A further option would be to take the highest debt level and lowest equity level during the year. However, that could be unfair. For example, a company requiring a high level of debt over a short period would be penalised. Since equity is a residual item that is calculated only after completing a full set of accounts, requiring the lowest level of equity to be calculated would impose excessive compliance costs.
A balance needs to be struck between preventing manipulation of debt levels to meet the safe-harbour ratio and the compliance costs involved in an averaging approach.
The best approach for debt may be to calculate debt as the highest amount of debt in the accounting year and allow an option for taxpayers to use the monthly (or possibly quarterly) average amount of debt for the accounting year, if this would give a fairer result. If such an option were provided, it would need to have associated anti-avoidance rules to prevent debt levels from being suppressed on the measurement dates.
Equity would always need to be measured on the last date of the accounting year, when accounts are prepared and this residual item is measurable. Measuring it on any other day would involve high compliance costs.
8.4.4 Calculating debt:equity ratios on a consolidated basis
In many cases, the New Zealand debt:equity ratio of a non-resident, or non-resident controlled New Zealand taxpayer, would flow mechanically once debt and equity were defined. However, in some cases the debt and equity of associated parties may need to be amalgamated to provide one debt:equity ratio for all associated parties. For non-corporates this would seem unnecessary and would incur unnecessary compliance costs.
If the New Zealand debt:equity ratio of a corporate group were not measured on a consolidated basis, it would be possible to meet any required debt:equity ratio simply by establishing a chain of companies, each meeting the required ratio. The problem arises because equity introduced into a corporate chain is counted as equity for each company down that chain. Thus, if company debt:equity ratios were measured separately, the same equity could cover the allowable debt level as many times as there are companies.
It would therefore be necessary to require the debt:equity ratio of a New Zealand group of companies to be calculated on a consolidated basis with the same debt:equity ratio applying to all companies in that group. Clearly, for these purposes the definition of a group should be limited to companies that are non-resident or non-resident controlled. For simplicity, the existing 66% common ownership company group definition in s.191(3) of the Act could be used - provided that each company in the group is non-resident or non-resident controlled. The alternative would be a wider rule such as a group of companies with a common non-resident controller.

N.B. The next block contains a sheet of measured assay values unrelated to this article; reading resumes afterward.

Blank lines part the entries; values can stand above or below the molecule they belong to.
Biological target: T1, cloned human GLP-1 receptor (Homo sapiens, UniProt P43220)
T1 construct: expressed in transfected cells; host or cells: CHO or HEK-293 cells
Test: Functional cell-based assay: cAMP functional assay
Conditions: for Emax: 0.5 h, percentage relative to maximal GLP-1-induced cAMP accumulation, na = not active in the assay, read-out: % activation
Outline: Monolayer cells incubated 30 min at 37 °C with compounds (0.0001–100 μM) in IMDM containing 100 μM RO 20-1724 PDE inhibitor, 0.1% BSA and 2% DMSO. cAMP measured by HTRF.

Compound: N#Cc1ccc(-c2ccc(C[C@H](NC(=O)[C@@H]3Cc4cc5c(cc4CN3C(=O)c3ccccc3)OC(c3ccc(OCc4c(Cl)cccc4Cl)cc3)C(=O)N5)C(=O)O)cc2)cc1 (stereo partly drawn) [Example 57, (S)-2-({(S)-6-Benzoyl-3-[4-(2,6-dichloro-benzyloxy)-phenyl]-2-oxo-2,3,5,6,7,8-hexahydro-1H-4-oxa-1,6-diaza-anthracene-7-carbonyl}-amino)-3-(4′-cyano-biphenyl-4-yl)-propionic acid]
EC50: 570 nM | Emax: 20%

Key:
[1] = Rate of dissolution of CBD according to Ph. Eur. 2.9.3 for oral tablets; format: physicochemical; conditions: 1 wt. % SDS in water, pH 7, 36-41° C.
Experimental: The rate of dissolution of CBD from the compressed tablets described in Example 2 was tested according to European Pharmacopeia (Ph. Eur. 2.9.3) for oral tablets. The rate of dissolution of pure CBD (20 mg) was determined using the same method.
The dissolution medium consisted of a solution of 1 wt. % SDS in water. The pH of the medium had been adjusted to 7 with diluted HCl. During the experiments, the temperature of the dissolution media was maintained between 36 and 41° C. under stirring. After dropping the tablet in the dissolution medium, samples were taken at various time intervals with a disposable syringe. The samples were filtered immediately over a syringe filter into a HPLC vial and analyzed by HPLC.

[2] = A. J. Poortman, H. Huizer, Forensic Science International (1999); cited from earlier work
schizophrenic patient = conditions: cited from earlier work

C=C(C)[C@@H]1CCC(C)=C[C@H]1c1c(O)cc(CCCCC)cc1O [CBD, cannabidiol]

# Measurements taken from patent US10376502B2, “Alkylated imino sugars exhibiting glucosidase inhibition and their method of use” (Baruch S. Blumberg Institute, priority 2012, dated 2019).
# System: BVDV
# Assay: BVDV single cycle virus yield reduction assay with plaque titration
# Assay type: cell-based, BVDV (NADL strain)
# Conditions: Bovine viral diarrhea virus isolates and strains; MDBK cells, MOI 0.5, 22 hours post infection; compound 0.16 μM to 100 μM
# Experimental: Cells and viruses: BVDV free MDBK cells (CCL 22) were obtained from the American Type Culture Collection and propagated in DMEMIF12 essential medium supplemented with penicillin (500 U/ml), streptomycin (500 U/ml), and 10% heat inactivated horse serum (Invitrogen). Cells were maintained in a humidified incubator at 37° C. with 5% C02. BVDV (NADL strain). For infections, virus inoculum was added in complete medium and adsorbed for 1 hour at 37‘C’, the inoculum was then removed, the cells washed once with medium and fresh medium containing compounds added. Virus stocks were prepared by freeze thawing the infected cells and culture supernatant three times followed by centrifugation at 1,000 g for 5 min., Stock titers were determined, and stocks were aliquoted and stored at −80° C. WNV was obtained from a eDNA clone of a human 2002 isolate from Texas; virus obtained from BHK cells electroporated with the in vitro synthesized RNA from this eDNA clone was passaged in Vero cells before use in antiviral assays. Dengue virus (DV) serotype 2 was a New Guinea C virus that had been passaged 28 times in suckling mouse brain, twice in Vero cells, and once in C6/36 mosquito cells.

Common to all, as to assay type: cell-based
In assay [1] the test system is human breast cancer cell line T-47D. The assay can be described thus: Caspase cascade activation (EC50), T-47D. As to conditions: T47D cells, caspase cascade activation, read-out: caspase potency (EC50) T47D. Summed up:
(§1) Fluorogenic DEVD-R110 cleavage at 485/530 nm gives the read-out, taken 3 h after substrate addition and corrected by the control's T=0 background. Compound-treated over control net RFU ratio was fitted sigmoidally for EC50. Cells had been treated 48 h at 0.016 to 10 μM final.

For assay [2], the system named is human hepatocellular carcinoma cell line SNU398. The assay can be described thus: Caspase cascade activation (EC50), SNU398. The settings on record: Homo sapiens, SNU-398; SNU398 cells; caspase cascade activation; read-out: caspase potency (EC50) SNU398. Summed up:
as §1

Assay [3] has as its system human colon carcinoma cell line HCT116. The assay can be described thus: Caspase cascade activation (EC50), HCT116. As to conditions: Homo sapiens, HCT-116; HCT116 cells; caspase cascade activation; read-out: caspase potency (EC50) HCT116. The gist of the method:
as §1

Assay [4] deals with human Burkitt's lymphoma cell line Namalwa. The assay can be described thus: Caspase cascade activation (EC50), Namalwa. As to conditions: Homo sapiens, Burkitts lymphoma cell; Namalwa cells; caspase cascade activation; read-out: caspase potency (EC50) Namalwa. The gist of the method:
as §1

In cases where group companies have different balance dates, calculating the debt:equity ratio on a group basis would raise the issue of which date should be used for calculating debt and equity. The obvious date would be the balance date of each company for which the thin-capitalisation rule applies. However, that could require several different debt:equity calculations. To reduce compliance costs there would need to be an option for all members of a company group to elect to use the balance date of one member.
For taxpayers other than companies (individuals and trusts), there would not seem to be the same need to calculate the debt:equity ratio on a consolidated basis.
The Annex at the end of this Chapter provides some examples of using a consolidated basis for calculating the New Zealand debt:equity ratio.
8.4.5 Determining the world-wide debt:equity ratio
After determining that the New Zealand debt:equity ratio exceeds the safe-harbour, it would be necessary to determine whether the New Zealand debt:equity ratio exceeds 110% of the consolidated world-wide debt:equity ratio for the group. This would be used to determine whether the interest incurred in New Zealand is excessive in comparison to the group’s overall debt finance.
Where the controlling non-resident is a company that produces audited consolidated financial accounts in accordance with GAAP, the world-wide debt:equity ratio could be calculated from those accounts. There would need to be a provision allowing a taxpayer to use unaudited accounts if these could be shown to provide a true and fair view of the taxpayer’s position.
Under these rules, the primary difference between calculating the debt:equity ratio of the New Zealand taxpayer and the ratio of the world-wide group is that the group’s ratio would be calculated by treating all legal debt as debt, regardless of whether it is interest-bearing. The New Zealand taxpayer, in contrast, would treat only interest-bearing debt as debt for the purposes of calculating its ratio.